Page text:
By Oxfam India:
Was it even a real marriage? I have asked myself this question a hundred times a day in the past two years.
The one year period of engagement before my marriage was blissfully spent; my fiancé remained in constant touch from Delhi. That year was followed by a grand wedding ceremony in my hometown, Phulbani. It was only on our wedding night that my husband broke the news to me. That he was already living with a girl in Delhi and I was never allowed to visit him there.
I was stunned by his treachery and audacity, yet I gathered myself together and summoned enough courage to ask him why he married me. “To pacify my family; you stay here and take care of them. My life is in Delhi with my beloved,” was his firm answer.
All through our engagement, he kept teasing me that he would bring another girl and leave me. I never realized that he was only half-joking. Now suddenly, he was gone and I, a married woman, was left alone. Even the two weeks he did spend with me, he did nothing but pick up fights over the smallest issues.
Initially I kept my husband’s waywardness a secret. I tried calling him to discuss the situation but he never received my calls. He would call his family, and talk to everyone but me. I went into depression, bewildered at how my life was ruined because of him. One thing was for sure; I knew I could not continue with the marriage. But I heard that divorce proceedings took a very long time. I had to find some other avenue.
I then confided in a relative who suggested that I should go to the State Women’s Commission. I went there and lodged a complaint against my husband and his family, who until then pretended to be unaware of the peccadilloes. Yet when I registered my complaint, they immediately swung into action and launched a counter complaint.
After making umpteen efforts and trips to Bhubaneswar, I realised the futility of the whole exercise and approached the Additional Superintendent of Police of Kandhamal district. From there I was sent to the Women Support Centre run by the Institute for Social Development.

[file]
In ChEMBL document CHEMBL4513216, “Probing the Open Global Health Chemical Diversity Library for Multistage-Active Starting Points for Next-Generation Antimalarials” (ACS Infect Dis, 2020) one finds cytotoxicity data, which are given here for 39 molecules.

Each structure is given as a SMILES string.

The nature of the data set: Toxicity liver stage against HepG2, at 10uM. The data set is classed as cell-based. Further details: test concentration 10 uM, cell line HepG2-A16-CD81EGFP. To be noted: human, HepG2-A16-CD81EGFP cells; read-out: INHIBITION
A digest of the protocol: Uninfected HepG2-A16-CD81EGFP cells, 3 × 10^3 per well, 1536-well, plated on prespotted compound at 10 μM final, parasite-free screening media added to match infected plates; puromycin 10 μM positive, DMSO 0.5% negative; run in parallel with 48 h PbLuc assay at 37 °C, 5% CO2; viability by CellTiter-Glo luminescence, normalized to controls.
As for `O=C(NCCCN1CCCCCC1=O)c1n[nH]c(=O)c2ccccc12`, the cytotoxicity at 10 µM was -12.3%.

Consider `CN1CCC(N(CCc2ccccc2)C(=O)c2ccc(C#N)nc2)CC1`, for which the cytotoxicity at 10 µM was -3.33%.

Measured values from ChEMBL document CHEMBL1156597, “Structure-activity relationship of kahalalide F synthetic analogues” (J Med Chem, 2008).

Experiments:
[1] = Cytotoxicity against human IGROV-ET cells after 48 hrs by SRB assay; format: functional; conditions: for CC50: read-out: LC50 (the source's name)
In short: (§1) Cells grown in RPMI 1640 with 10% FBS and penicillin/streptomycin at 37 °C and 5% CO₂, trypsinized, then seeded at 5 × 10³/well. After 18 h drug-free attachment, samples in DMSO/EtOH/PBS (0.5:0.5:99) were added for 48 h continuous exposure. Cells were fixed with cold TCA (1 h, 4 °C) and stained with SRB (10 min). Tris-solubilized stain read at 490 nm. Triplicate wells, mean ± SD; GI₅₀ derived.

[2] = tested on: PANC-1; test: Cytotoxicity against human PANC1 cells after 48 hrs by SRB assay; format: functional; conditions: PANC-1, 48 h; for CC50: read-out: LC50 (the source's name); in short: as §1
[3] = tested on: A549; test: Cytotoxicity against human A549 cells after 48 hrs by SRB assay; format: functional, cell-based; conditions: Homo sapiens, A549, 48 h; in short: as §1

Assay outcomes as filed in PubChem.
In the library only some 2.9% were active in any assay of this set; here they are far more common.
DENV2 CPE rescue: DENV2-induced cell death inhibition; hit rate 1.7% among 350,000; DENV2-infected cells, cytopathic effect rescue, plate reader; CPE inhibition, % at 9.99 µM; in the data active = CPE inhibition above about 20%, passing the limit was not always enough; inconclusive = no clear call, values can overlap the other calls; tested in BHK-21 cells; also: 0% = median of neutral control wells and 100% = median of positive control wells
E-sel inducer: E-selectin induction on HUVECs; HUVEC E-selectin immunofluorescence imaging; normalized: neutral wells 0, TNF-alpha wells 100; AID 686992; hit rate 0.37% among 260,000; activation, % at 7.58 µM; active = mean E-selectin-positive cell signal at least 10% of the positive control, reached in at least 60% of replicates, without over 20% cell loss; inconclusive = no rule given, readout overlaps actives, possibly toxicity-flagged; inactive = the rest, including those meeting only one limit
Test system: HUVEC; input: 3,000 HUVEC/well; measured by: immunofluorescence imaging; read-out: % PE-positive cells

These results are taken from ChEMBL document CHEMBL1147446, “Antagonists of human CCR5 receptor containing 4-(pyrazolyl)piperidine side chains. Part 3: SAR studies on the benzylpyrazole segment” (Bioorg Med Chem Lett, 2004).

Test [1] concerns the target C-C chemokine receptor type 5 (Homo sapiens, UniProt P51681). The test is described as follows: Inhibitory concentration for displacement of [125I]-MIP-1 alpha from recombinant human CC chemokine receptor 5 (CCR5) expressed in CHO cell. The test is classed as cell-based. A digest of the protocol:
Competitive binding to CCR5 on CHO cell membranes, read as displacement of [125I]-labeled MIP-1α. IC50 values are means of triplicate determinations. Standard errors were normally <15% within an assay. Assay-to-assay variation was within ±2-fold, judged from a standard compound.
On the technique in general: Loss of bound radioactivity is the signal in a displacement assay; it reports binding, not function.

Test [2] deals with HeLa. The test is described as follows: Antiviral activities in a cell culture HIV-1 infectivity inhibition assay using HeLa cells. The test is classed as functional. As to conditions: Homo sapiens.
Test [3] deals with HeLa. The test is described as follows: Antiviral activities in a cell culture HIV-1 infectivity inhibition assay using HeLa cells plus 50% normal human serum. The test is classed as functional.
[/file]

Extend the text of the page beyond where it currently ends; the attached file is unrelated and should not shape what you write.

That was the turning point of my life. My husband who had earlier agreed for a divorce, withdrew, and I had to file for it. Yet I didn’t lose hope and was ready to face the proceedings no matter how long it took me to get away from him and this sham of a marriage. Meanwhile, the team from the Support Centre summoned my husband and in-laws. He never turned up but sent his elder brother to meet us. He acted all pompous, but my friends at the Centre punctured his pretension in minutes.
The team then made a settlement with him, accompanied me to my in-laws’ house and recovered all the stuff that had been given to them at the time of the wedding. They also arranged for me to get Rs 20,000 as food compensation and Rs 1500 as subsistence allowance.
Everything was retrieved – gold, clothes, vessels, furniture. Everything.
I then began to chalk out a new life. I now take personality development classes for girls at an NGO AHIMSA in Phulbani. I tell them about my positive outlook and instil in them the courage to face life. I tell them about my marriage and how I strove to solve my problem instead of rotting in a non-existent marriage.
I am now waiting for the divorce to come through and then I want to find a good job somewhere and move on.
My mother is a ‘deserted woman’ and I have seen how the society has treated her all these years. I did not want to be known as a ‘deserted woman’ too and above all, I did not want to be at the society’s mercy for a dignified existence. I even considered moving off to Haridwar to join some ashram but the social workers here explained to me that that was not going to make my life any better.
They helped me learn a positive lesson from my marriage episode. I hope to be independent now, with or without other people’s approval.